The anatomical organization of the granular layer of the cerebellum suggests an important function for Golgi cells (GC) in the pathway conveying mossy fiber (MF) afferents to Purkinje cells. Based on such anatomic observations, early proposals have attributed a role in “gain control” for GCs, a function disputed by recent investigations, which assert that GCs instead contribute to oscillatory mechanisms. However, conclusive physiological evidence based on studies of cerebellum-dependent behavior supporting/dismissing the gain control proposition has been lacking as of yet. We addressed the possible function of this interneuron by recording the activity of a large number of both MFs and GCs during saccadic eye movements from the same cortical area of the monkey cerebellum, namely the oculomotor vermis (OMV). Our cellular identification conformed to previously established criteria, mainly to juxtacellular labeling studies correlating physiological parameters with cell morphology. Response patterns of both MFs and GCs were highly heterogeneous. MF discharges correlated linearly with eye saccade metrics and timing, showing directional preference and precise direction tuning. In contrast, GC discharges did not correlate strongly with the metrics or direction of movement. Their discharge properties were also unaffected by motor learning during saccadic adaptation. The OMV therefore receives a barrage of information about eye movements from different oculomotor areas over the MF pathway, which is not reflected in GCs. The unspecificity of GCs has important implications for the intricacies of neuronal processing in the granular layer, clearly discrediting their involvement in gain control and instead suggesting a more secluded role for these interneurons.
The cerebellar cortex is anatomically organized in three distinct layers: the molecular layer, the Purkinje cell (PC) layer and the granular layer (see Fig. 1). The pathways carrying the two known inputs to the cerebellum [climbing fibers and mossy fibers (MFs)] converge at the level of Purkinje cells, which in turn provide the only output of the cerebellar cortex, with their axons terminating in the deep cerebellar and vestibular nuclei.
Whereas the climbing fibers excite the PCs and possibly some interneurons directly, the MF pathway to PC dendrites is indirect. The MF afferents first synapse with cellular elements in the granular layer before the information is transmitted to the PCs via parallel fibers (for a review, see Ito, 2006). Golgi cells (GCs) process the information carried by MFs to the cerebellum before this signal reaches the PC layer. They are the most numerous interneurons in the granular layer [apart from granule cells (GrC)] (Simat et al., 2007), have comparatively larger somata than other interneurons (Barmack and Yakhnitsa, 2008), receive direct excitation from both parallel and mossy fibers (Palay and Chan-Palay, 1974), and in turn exhibit an exclusive inhibition of thousands of GrCs (Hámori and Szentágothai, 1966). The GCs could also potentially modulate the MF signals directly, namely by spillover of GABA through GABAB receptors found on MF rosettes (Mitchell and Silver, 2000).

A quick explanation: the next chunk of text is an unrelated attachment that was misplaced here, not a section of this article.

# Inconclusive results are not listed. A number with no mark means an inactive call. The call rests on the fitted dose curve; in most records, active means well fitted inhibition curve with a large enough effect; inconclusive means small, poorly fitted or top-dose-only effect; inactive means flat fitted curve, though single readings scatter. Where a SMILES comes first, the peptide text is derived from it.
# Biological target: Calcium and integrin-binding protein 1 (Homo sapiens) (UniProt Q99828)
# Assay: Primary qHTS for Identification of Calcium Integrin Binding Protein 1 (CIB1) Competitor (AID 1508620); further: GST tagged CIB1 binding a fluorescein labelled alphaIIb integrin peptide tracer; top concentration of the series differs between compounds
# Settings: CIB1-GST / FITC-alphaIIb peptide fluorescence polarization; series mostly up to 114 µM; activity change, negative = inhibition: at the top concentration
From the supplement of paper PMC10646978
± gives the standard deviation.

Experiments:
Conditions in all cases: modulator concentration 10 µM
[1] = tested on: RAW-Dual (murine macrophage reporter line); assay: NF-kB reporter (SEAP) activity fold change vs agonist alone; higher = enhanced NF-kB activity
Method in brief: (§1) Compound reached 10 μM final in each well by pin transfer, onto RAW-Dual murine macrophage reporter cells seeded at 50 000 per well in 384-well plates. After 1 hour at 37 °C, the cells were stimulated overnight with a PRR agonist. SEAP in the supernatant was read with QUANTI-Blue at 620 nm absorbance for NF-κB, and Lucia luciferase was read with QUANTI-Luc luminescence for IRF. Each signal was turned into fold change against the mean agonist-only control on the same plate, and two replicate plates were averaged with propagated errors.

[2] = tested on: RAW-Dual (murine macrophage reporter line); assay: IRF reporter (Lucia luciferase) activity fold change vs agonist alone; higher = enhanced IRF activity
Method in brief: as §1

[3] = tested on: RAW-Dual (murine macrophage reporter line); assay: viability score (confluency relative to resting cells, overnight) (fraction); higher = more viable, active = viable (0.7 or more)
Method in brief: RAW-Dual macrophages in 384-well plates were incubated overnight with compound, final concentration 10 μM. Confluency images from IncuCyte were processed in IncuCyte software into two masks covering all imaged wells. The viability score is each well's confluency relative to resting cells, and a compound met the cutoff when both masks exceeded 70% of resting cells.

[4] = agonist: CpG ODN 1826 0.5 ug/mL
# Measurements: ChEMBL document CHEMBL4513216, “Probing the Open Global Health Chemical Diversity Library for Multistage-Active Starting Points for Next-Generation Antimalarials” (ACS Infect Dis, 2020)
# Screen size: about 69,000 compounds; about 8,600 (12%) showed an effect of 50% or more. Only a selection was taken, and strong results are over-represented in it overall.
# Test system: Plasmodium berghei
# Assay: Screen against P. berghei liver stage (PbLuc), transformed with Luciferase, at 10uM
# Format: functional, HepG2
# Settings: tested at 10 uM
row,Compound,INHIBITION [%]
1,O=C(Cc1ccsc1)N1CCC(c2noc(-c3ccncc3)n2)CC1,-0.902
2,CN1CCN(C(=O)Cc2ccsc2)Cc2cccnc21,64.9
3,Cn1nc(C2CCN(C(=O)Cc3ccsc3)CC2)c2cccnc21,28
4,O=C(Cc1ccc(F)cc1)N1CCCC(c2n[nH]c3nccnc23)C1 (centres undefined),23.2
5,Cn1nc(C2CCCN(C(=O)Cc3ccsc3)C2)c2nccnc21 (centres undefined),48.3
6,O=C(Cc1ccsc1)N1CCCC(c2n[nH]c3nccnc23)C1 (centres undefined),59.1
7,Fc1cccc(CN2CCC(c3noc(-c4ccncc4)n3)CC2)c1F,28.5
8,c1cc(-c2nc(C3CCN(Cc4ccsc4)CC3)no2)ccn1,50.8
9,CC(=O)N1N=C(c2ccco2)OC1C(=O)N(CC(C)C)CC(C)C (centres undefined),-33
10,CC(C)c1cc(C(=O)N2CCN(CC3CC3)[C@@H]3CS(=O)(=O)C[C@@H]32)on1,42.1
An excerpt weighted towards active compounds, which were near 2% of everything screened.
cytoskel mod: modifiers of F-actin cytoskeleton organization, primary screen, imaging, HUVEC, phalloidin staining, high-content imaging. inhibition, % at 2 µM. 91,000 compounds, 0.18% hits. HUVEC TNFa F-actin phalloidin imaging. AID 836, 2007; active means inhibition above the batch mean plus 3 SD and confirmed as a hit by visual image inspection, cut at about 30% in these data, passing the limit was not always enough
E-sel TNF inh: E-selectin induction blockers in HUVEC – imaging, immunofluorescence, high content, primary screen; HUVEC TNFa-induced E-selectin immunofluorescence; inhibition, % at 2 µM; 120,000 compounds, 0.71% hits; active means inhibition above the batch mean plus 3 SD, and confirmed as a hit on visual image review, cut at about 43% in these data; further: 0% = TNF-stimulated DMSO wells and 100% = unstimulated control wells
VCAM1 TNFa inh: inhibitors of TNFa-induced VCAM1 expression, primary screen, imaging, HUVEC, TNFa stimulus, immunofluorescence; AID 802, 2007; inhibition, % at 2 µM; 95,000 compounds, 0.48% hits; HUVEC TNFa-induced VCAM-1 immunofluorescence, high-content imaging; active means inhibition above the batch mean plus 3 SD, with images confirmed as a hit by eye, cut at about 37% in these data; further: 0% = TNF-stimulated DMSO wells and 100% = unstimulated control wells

Early studies on the cerebellum (Eccles et al., 1967; Marr, 1969; Albus, 1971; Ito, 1984) postulated a number of concepts purely based on anatomical and theoretical considerations that greatly influenced subsequent investigations. One such concept was that cerebellar GCs perform gain control over the MF transmission to PCs [for a detailed discussion, see the study by De Schutter et al. (2000)]. In short, a greater excitation of GrCs by the MFs would lead to an increased inhibition of the same GrCs by the activated GCs, resulting, overall, in limiting the amount of excitation that is transmitted to the PCs. However, more recent physiological findings about cerebellar GCs (Dieudonne, 1998; Vos et al., 1999a, 1999b; Holtzman et al. 2006) have proven to be inconsistent with this classical view. Instead, they led to alternative concepts about their functional role, such as their implication in launching oscillatory mechanisms in the granular layer (Maex and De Schutter, 1998; De Schutter et al., 2000). Still, such propositions remain speculative. Very little is in fact known about the specific properties of or the role GCs might have, mainly because in vivo recordings from animals involved in well controlled behaviors are lacking.
Consequently, with the intention to shed more light on their properties and eventual function they might have in the cerebellar processing of information, we recorded from a substantial number of both GCs and MF terminals in the oculomotor vermis (OMV) (the narrow strip along the midline of lobules VIc and VIIa of the cerebellum), while monkeys executed visually guided saccades. Eye saccades, a model of cerebellum-dependent motor behavior, provide a comparative advantage over other types of motor behavior resulting from the small number of degrees of freedom and simpler kinematics-to-dynamics transformations.
Materials and Methods